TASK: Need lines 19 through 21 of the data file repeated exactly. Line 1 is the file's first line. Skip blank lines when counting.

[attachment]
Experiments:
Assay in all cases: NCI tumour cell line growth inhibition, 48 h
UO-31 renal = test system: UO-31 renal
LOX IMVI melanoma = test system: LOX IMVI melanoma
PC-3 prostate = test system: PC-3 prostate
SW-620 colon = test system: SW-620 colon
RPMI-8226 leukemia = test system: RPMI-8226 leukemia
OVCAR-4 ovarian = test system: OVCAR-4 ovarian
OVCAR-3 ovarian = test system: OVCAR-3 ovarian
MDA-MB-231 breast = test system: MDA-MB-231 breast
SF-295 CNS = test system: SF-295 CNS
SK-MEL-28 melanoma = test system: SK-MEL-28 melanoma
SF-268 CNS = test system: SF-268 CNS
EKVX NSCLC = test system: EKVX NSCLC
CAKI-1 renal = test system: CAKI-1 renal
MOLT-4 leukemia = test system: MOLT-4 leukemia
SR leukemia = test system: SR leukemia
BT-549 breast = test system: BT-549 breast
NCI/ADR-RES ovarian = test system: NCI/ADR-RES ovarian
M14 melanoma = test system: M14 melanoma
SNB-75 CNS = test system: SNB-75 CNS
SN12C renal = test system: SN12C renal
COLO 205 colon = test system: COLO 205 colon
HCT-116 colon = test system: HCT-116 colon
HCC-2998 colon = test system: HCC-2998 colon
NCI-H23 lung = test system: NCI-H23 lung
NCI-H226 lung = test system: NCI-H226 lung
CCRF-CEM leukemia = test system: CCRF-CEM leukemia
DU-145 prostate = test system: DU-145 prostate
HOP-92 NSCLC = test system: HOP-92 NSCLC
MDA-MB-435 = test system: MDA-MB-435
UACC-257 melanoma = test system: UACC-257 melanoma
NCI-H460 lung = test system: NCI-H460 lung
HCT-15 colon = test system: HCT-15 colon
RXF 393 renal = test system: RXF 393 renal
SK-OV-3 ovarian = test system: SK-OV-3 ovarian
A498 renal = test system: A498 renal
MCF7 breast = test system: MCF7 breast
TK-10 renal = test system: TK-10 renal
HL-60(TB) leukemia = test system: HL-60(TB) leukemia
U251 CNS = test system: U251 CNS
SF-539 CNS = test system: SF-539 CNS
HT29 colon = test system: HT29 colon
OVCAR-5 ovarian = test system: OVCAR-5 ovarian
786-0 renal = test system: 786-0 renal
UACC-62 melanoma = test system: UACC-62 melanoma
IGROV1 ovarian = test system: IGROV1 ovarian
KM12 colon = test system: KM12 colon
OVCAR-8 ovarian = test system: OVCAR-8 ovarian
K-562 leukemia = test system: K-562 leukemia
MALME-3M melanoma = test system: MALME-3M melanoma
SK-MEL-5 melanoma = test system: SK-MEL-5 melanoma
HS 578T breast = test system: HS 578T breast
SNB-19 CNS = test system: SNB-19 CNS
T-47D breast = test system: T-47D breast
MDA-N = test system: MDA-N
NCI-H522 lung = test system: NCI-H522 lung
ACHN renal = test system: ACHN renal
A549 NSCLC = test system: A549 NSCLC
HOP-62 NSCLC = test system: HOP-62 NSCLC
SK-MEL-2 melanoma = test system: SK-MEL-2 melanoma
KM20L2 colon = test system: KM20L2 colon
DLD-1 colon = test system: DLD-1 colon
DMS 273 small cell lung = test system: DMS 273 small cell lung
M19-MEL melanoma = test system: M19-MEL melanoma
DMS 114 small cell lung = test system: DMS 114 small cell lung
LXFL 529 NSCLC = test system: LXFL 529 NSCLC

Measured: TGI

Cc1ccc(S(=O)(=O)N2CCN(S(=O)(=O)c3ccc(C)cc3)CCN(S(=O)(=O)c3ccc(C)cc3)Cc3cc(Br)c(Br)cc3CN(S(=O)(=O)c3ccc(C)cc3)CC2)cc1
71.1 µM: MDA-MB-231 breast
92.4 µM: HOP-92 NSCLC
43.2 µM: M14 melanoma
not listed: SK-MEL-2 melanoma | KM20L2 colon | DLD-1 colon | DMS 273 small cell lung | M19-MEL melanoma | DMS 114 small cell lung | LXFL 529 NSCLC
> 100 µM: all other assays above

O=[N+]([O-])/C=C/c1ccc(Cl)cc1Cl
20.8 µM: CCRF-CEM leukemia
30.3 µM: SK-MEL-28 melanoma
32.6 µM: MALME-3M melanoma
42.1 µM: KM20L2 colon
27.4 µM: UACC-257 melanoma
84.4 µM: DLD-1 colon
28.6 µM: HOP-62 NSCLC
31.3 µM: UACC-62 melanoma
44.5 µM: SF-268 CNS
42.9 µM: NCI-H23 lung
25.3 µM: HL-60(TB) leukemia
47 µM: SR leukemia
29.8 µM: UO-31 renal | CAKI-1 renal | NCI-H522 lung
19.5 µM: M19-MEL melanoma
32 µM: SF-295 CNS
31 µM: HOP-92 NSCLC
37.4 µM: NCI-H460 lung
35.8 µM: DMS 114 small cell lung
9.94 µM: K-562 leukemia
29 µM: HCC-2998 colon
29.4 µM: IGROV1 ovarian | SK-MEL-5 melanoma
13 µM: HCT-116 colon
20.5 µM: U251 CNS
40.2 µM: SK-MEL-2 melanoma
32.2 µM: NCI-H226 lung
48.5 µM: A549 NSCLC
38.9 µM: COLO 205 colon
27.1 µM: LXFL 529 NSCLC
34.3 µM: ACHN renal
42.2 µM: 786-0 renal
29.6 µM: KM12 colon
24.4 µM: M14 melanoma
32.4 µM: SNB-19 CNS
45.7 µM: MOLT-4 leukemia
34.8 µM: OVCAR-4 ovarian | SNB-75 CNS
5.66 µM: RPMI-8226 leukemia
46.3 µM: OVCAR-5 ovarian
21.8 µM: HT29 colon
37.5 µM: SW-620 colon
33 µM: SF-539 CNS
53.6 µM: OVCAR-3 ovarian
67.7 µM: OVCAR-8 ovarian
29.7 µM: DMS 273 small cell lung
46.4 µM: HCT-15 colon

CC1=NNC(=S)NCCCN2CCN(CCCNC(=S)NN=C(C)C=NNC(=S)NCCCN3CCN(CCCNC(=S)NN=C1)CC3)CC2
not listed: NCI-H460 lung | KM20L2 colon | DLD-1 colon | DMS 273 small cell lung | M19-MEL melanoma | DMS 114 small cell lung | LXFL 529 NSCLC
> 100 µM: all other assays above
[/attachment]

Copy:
NCI/ADR-RES ovarian = test system: NCI/ADR-RES ovarian
M14 melanoma = test system: M14 melanoma
SNB-75 CNS = test system: SNB-75 CNS